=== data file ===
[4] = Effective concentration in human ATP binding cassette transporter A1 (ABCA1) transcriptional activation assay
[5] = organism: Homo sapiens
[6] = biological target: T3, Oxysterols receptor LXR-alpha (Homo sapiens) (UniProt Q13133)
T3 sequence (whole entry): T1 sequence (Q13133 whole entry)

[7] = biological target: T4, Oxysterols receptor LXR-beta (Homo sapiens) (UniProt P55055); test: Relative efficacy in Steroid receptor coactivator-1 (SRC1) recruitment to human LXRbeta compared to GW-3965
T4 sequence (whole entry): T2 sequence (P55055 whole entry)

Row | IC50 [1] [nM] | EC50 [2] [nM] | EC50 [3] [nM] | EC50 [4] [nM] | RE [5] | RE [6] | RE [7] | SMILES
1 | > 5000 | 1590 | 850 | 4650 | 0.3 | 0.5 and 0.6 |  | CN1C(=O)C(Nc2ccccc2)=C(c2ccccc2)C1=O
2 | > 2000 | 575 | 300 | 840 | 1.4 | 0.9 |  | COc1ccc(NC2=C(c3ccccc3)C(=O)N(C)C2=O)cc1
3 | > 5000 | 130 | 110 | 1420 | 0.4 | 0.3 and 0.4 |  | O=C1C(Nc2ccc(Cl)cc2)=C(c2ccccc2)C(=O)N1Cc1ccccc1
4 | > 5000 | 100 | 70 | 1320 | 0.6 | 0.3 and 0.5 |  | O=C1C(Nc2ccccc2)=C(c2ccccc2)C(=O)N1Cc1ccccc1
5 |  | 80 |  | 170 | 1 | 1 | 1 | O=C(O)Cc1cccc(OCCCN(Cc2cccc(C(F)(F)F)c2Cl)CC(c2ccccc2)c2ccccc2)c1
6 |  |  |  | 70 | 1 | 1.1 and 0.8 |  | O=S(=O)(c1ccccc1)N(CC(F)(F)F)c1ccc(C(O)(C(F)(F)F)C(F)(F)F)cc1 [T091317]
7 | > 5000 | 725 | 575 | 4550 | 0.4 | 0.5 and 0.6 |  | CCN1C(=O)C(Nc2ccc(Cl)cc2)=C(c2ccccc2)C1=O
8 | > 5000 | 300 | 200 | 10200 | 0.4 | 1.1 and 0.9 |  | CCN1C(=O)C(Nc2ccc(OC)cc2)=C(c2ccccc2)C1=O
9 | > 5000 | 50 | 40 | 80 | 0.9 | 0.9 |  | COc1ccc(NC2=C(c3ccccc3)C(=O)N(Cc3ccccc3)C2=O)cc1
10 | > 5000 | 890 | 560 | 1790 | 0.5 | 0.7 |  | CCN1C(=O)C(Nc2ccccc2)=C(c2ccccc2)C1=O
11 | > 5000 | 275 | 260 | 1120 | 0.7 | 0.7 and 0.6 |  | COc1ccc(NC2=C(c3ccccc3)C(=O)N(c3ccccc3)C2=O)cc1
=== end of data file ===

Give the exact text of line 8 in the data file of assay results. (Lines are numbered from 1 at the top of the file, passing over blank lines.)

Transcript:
1 | > 5000 | 1590 | 850 | 4650 | 0.3 | 0.5 and 0.6 |  | CN1C(=O)C(Nc2ccccc2)=C(c2ccccc2)C1=O